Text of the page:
"Is the treatment that radical, or dangerous?"

He paused, then said, "Radical, perhaps. Dangerous? No. However, I do require my trial subjects to be asleep for phase one."

This alarmed me. "Are you saying a general anesthetic is a part of your procedure?"

"No. That would be illegal. My subjects ingest a common sedative and the procedure commences when they fall asleep."

"May I speak to some of your subjects?"

Singh frowned and looked away from me. Finally, he said, "I have perhaps misled you. So far I have tested only one subject, and you are speaking to him."

"You are a psoriatic?"

"Yes. Severe. Eighty-percent effected."

All I could see of the little dark man was his face and his hands. Even now, shed of his overcoat and watchcap, he was wearing an impeccably pressed three-piece suit, starched white shirt with high collar, and a garishly fashionable bright-colored tie. No signs of psoriasis anywhere. His thick head of black hair—slightly askew from the watchcap—showed no trace of flaking scalp beneath.

As if sensing my examination, he withdrew a snapshot from a pocket of his suit. It was a picture of himself, naked except for his jockey shorts, pathetically covered by lesions, including most of his face. If it wasn't Sanjeev Singh, it was his awfully afflicted twin brother.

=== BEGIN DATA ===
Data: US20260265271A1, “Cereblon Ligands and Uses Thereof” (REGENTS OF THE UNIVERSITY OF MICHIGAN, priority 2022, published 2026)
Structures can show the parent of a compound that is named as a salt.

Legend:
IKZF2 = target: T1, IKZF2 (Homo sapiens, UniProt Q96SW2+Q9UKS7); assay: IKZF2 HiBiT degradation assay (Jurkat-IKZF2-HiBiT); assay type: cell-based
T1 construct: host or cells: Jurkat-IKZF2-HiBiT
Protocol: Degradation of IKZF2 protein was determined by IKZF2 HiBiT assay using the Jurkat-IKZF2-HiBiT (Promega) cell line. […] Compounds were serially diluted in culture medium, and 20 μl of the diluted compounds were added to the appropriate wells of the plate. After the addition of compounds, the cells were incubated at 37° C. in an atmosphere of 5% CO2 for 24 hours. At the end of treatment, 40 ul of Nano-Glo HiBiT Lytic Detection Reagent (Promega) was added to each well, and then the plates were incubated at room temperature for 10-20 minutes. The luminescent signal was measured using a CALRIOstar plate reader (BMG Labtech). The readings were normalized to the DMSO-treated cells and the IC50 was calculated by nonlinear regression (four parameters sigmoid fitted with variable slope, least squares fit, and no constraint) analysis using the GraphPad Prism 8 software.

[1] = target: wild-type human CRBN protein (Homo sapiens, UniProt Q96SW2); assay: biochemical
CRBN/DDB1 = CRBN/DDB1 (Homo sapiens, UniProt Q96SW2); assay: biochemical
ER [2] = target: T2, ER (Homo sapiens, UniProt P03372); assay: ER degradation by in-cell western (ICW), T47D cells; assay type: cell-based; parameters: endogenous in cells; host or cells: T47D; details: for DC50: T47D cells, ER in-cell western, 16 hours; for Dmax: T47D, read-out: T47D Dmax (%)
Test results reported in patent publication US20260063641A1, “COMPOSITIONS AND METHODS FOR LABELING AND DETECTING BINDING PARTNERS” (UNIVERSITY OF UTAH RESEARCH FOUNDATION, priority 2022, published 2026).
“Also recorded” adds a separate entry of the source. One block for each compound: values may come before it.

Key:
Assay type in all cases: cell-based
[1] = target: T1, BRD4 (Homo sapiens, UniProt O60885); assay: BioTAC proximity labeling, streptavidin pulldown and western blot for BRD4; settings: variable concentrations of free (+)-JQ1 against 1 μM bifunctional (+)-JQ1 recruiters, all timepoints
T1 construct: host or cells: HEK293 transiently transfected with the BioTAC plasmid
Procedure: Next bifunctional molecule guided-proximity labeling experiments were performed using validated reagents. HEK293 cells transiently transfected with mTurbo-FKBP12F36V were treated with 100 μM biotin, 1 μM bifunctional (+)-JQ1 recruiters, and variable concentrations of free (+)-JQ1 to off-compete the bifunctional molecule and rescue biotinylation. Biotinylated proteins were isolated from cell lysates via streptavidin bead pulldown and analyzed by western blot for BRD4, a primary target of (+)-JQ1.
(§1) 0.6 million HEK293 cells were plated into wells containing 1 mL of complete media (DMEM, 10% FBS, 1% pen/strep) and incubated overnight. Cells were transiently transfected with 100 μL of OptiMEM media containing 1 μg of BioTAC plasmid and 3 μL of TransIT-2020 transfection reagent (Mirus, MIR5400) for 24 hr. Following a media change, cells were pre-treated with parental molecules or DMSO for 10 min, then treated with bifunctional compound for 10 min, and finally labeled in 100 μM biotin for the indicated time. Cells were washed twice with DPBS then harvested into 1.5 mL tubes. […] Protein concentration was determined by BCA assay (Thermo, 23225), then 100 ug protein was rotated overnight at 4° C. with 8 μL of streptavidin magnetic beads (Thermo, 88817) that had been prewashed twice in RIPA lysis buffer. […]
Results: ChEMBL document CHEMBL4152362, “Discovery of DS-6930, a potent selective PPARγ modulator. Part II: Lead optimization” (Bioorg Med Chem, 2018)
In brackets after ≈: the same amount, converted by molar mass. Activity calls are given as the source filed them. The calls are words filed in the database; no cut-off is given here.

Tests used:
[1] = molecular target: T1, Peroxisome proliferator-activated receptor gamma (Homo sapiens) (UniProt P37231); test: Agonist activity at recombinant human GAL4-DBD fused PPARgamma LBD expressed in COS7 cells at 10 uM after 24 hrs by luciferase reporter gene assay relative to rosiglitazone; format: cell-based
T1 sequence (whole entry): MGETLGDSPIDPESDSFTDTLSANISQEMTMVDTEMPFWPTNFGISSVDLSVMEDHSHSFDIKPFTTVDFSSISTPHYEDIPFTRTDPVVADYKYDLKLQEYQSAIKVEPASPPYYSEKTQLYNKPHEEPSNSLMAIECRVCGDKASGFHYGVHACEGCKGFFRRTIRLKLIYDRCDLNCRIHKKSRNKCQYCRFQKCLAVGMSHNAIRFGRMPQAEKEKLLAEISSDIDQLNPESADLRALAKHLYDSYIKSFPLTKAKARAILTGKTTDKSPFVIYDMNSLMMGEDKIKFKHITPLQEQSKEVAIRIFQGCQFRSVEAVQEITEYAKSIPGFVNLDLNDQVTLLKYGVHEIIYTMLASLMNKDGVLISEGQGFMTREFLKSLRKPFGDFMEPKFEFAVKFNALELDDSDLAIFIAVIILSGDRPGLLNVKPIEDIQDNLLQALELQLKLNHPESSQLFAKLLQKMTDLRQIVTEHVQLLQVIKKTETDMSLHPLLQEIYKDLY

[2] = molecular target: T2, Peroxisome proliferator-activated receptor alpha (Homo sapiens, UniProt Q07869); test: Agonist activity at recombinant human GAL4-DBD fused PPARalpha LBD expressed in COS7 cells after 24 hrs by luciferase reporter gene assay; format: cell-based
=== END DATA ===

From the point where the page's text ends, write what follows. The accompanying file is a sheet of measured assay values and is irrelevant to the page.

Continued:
"That was me ten months ago," he said. "One week before the only treatment I've had since then."

If what he claimed was true, I was witness to a startling transformation.

"I'm impressed," I said. "By the way, my name is Ed Dewke."

He studied my face. Then he asked, "How do you spell that?" When I spelled it for him his frown went away and his eyes widened. "I know of you," he said. "I pronounced your last name ‘do-weck,' not ‘duke.' You are who I think you are? FLAKE something-or-other?"

I nodded.

Then his frown returned. "I am either most fortunate or unfortunate. I had not anticipated a prospective subject known to decry the vagaries of his affliction to the whole world."

"Does this mean our interview is over?" I asked.

"That depends," he said. "I will require from you a promise of non-disclosure."

"What if your treatment works? Wouldn't you want it disclosed?"

"Of course. But my way."

"My assumption, Doctor, is that you intend to get rich from your treatment."

He did not respond.

"At least confirm or deny it," I added.

"Mr. Dewke, I have sacrificed a considerable amount of income and amassed an even more considerable amount of debt across the period of time I have been perfecting my process. My labor warrants compensating, and I do believe that if my process is successful in removing the hideous symptoms of this disease from humanity, I will have earned what I might reap. Would you disagree?"